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MonkeyNotes-Our Town by Thornton Wilder
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Act II, Section 2

Summary

As Howie Newsome delivers milk, he is joined by Si Crowell, Joe Crowell's younger brother. Si, who is now the paperboy, is concerned about the fact that Grover's Corners is losing its best pitcher since George Gibbs is giving up baseball for matrimony. Constable Warren enters to check the drainpipes. Since it has been pouring rain all night, he fears a flood. Howie Newsome says that the sky will probably clear soon.

Constable Warren and Si Crowell depart, and Howie Newsome continues to deliver the milk. When he arrives at the Gibbs' house, he finds Mrs. Gibbs by the trellis. She orders extra milk and some cream, for she expects to have visitors after the wedding. A similar order is placed by Mrs. Webb. Howie tells her that he and his wife are sure that Emily and George will make a fine couple and live happily.

Doc Gibbs enters and sits at the breakfast table. He teases his wife about "losin' one of her chicks." Mrs. Gibbs is on the verge of tears and expresses her apprehension about Emily and George being too young to handle matrimony. He reminds her that the two of them had their own fears about marriage. He was afraid that they would run out of conversation after few years; but they have had plenty to talk about during their happy married life. Mrs. Gibbs admits that the natural order of things seems to be "two by two." George enters and jokes about having only five more hours of freedom before he becomes a married man. He starts outside to go and see his bride- to-be, but Mrs. Gibbs stops him and insists that he puts on his overshoes.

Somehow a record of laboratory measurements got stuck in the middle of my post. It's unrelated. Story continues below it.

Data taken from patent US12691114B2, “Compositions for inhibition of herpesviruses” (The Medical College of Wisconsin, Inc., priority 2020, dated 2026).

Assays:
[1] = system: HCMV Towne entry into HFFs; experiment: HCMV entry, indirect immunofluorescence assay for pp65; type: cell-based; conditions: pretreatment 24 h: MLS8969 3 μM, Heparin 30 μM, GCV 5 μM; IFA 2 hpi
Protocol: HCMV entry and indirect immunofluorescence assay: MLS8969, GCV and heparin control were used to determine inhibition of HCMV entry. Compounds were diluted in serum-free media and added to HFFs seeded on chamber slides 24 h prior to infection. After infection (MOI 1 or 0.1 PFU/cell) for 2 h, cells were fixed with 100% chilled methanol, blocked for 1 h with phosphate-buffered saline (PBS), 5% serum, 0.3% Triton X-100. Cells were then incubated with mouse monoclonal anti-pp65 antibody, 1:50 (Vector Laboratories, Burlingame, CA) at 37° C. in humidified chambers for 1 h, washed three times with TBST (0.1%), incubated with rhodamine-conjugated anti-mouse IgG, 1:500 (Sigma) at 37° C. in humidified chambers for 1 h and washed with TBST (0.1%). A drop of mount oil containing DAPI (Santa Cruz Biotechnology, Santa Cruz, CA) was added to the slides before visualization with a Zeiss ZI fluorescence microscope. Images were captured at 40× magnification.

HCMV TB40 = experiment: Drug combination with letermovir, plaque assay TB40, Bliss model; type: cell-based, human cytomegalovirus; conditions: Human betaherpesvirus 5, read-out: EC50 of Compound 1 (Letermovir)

When George arrives at Emily's house, Mrs. Webb will not at first let him inside. She insists that it will bring bad luck to the marriage if he sees his fiancée on her wedding day before she walks down the aisle. George turns to Mr. Webb and asks him if believes in such superstitions. With practicality, he replies that superstitions generally clothe a lot of common sense. When Mr. Webb engages his future son-in-law in a conversation about weddings, marriage, and life, Mrs. Webb goes upstairs to make certain that Emily does not come down.

As George talks to his future father-in-law, he says he wishes that weddings were not such public affairs. Mr. Webb explains that women like for everyone to see a man tie the knot. He then tells George that when he was getting married, his own father had given him advice about controlling his future wife. He adds that he never followed that advice and, therefore, has had a happy marriage. He advises George not to blindly follow the advice of others. Mrs. Webb returns to the room and asks George to leave so that Emily can come down for breakfast. Mr. Webb makes a joke by saying, "No bridegroom should see his father-in-law on the day of the wedding."

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